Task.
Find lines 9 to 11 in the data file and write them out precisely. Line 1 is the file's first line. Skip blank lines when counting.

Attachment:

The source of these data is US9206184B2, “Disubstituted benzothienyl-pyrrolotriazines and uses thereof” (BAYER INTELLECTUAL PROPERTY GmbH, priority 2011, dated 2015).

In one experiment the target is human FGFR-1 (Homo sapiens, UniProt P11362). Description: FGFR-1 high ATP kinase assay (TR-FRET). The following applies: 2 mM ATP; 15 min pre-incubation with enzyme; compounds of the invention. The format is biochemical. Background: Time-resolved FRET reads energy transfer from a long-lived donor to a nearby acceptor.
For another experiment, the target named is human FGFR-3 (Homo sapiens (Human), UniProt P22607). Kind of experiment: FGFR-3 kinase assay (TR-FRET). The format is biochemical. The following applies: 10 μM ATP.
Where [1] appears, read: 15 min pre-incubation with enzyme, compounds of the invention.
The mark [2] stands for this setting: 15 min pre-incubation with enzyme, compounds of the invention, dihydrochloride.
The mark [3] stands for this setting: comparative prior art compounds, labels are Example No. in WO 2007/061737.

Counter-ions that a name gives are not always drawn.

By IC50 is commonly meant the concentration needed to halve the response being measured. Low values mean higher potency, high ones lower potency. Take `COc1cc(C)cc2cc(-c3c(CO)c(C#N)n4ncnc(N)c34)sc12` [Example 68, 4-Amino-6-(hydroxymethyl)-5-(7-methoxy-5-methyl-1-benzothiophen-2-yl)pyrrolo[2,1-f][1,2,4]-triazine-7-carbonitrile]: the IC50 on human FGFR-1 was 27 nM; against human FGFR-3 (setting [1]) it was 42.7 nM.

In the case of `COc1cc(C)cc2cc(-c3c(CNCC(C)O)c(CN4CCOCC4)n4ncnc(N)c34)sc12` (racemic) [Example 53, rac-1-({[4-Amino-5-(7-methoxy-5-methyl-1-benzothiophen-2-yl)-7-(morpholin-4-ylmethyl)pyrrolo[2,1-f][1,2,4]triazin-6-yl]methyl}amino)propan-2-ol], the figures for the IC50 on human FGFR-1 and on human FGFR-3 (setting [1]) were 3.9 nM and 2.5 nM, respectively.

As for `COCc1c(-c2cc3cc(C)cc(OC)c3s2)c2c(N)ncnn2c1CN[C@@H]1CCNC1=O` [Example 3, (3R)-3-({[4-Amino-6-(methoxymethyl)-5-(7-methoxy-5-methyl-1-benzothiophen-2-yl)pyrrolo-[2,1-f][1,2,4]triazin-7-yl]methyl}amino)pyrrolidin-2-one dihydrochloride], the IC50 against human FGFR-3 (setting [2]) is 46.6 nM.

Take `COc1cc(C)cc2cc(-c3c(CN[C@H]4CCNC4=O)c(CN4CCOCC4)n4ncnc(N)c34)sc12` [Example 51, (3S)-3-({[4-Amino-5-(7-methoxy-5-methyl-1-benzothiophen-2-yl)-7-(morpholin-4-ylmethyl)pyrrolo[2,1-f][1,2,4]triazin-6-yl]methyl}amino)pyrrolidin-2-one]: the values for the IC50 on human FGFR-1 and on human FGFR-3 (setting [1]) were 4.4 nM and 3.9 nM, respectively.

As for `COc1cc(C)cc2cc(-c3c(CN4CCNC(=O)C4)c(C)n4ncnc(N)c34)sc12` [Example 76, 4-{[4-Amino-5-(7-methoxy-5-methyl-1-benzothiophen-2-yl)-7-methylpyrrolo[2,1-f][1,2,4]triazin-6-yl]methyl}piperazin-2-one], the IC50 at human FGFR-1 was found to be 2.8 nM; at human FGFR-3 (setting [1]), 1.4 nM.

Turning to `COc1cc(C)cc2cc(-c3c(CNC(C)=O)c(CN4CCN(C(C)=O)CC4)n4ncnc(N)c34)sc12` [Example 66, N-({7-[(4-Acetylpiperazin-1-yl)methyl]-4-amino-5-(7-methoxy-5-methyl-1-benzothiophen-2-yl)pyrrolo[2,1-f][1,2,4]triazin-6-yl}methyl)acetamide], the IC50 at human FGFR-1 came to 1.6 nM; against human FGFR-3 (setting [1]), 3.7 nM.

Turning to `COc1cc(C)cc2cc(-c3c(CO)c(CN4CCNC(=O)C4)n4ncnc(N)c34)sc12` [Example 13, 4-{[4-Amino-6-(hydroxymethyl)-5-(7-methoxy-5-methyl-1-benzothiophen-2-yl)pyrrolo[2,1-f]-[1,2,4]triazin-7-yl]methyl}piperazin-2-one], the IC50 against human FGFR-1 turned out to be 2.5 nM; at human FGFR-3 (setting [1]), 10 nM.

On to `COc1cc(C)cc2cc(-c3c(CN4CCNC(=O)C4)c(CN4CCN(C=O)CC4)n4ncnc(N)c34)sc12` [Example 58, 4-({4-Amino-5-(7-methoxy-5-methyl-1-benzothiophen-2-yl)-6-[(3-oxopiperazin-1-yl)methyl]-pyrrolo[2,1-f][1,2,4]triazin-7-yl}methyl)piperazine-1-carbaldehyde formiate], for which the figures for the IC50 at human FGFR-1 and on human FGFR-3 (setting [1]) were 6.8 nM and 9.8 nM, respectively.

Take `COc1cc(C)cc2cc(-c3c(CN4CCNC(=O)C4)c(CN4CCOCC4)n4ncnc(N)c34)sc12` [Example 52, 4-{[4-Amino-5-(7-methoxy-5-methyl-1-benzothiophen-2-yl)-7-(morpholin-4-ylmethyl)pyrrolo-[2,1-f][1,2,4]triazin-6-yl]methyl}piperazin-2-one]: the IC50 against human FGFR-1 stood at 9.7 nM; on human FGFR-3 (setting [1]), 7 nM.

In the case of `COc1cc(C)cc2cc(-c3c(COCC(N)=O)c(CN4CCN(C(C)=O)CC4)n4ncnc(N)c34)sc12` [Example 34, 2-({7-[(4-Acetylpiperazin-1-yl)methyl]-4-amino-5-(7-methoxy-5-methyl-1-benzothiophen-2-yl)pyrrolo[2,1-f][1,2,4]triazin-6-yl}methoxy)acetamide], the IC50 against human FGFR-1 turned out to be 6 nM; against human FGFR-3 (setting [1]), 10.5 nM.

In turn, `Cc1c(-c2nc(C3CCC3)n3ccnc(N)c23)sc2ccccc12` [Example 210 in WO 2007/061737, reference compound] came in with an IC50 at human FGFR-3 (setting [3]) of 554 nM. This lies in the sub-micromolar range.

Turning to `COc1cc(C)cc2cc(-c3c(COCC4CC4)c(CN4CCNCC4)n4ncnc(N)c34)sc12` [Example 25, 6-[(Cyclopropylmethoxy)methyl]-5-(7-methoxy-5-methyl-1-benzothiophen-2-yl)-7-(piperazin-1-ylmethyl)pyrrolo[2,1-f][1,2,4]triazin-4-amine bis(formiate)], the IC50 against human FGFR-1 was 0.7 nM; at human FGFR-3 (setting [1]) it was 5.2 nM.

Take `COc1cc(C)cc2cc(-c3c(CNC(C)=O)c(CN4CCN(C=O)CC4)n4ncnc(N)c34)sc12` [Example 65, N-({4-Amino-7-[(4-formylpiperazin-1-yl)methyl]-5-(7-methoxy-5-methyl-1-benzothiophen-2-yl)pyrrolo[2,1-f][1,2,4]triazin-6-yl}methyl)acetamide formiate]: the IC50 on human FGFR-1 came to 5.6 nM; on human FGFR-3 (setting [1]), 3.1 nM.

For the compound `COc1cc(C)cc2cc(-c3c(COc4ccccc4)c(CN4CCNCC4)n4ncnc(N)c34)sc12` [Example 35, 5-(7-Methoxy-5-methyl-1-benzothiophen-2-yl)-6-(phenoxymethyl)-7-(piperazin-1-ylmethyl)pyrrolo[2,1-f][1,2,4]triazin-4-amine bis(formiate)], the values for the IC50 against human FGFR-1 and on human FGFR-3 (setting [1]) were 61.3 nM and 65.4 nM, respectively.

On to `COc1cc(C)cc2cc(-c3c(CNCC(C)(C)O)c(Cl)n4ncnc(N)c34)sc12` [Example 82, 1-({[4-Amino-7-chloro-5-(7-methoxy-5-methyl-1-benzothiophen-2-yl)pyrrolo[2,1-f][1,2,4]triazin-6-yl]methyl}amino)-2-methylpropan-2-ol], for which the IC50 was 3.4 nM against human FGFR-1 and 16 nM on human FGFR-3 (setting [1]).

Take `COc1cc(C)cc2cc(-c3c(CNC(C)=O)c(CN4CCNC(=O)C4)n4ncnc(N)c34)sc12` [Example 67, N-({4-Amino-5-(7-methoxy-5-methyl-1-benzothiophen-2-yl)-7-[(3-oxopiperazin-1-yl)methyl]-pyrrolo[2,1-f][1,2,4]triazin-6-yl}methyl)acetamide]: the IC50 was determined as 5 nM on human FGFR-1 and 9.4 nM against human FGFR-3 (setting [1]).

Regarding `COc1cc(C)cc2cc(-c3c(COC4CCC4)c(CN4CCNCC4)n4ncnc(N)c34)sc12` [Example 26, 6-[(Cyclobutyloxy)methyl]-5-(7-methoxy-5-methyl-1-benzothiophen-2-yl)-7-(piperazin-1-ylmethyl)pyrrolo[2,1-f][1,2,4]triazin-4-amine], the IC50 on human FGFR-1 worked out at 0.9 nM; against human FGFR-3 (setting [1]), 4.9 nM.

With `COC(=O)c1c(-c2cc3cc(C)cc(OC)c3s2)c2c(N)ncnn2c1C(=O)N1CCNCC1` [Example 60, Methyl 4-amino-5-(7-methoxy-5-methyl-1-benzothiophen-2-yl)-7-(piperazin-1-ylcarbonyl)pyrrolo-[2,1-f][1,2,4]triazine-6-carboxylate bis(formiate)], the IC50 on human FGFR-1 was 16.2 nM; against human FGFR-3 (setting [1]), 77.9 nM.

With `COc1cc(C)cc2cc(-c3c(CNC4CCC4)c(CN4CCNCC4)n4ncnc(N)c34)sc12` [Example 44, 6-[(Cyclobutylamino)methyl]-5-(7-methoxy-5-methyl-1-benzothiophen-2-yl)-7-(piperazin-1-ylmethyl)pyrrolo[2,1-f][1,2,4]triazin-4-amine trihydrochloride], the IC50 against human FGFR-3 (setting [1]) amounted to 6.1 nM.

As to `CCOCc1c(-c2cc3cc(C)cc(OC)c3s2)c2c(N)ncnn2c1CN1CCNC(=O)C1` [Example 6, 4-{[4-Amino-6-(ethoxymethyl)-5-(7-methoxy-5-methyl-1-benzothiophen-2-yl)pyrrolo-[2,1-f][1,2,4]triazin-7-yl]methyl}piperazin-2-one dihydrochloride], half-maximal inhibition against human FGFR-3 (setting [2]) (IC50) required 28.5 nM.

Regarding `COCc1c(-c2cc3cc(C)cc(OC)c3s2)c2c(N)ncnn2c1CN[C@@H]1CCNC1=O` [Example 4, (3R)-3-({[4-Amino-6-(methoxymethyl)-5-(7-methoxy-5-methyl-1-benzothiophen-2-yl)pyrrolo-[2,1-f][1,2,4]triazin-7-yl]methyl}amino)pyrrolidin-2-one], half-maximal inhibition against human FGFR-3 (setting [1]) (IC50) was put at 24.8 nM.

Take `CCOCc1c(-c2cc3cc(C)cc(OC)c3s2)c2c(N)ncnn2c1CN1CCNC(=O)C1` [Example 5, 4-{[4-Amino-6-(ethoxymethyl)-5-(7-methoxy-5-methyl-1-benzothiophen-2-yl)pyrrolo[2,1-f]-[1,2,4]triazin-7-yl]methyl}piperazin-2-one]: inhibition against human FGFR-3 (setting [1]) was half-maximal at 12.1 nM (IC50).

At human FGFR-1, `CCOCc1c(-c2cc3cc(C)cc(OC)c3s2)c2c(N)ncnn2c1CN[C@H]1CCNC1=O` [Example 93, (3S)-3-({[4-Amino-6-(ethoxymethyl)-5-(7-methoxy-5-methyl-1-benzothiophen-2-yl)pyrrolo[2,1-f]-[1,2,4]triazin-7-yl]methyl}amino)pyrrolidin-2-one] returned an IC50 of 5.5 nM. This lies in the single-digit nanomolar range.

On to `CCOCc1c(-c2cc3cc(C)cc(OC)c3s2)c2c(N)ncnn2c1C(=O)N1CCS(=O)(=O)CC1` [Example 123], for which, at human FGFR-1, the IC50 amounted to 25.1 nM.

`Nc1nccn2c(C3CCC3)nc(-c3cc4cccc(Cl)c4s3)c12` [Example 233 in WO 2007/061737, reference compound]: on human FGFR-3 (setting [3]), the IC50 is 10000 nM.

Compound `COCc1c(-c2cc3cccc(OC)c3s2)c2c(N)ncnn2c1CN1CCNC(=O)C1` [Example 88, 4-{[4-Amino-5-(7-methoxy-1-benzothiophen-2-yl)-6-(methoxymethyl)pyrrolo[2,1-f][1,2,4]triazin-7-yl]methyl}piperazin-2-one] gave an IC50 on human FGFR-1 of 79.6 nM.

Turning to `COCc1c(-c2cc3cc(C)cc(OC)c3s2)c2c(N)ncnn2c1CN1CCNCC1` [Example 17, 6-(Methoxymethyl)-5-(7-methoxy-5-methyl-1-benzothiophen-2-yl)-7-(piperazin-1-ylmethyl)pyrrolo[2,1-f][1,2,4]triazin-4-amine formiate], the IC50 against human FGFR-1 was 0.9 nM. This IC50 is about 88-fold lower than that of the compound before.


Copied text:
In the case of `COc1cc(C)cc2cc(-c3c(CNCC(C)O)c(CN4CCOCC4)n4ncnc(N)c34)sc12` (racemic) [Example 53, rac-1-({[4-Amino-5-(7-methoxy-5-methyl-1-benzothiophen-2-yl)-7-(morpholin-4-ylmethyl)pyrrolo[2,1-f][1,2,4]triazin-6-yl]methyl}amino)propan-2-ol], the figures for the IC50 on human FGFR-1 and on human FGFR-3 (setting [1]) were 3.9 nM and 2.5 nM, respectively.

As for `COCc1c(-c2cc3cc(C)cc(OC)c3s2)c2c(N)ncnn2c1CN[C@@H]1CCNC1=O` [Example 3, (3R)-3-({[4-Amino-6-(methoxymethyl)-5-(7-methoxy-5-methyl-1-benzothiophen-2-yl)pyrrolo-[2,1-f][1,2,4]triazin-7-yl]methyl}amino)pyrrolidin-2-one dihydrochloride], the IC50 against human FGFR-3 (setting [2]) is 46.6 nM.

Take `COc1cc(C)cc2cc(-c3c(CN[C@H]4CCNC4=O)c(CN4CCOCC4)n4ncnc(N)c34)sc12` [Example 51, (3S)-3-({[4-Amino-5-(7-methoxy-5-methyl-1-benzothiophen-2-yl)-7-(morpholin-4-ylmethyl)pyrrolo[2,1-f][1,2,4]triazin-6-yl]methyl}amino)pyrrolidin-2-one]: the values for the IC50 on human FGFR-1 and on human FGFR-3 (setting [1]) were 4.4 nM and 3.9 nM, respectively.